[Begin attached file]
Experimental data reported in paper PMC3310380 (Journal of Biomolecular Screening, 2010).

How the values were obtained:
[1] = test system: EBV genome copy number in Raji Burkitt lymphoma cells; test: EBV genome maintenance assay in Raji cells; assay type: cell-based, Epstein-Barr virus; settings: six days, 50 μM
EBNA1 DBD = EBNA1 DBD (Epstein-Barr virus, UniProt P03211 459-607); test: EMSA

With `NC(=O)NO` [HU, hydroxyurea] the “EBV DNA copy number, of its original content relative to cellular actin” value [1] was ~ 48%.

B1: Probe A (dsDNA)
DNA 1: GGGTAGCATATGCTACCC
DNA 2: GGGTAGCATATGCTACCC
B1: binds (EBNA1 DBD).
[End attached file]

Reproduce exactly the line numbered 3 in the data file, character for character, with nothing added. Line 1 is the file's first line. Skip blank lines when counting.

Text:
[1] = test system: EBV genome copy number in Raji Burkitt lymphoma cells; test: EBV genome maintenance assay in Raji cells; assay type: cell-based, Epstein-Barr virus; settings: six days, 50 μM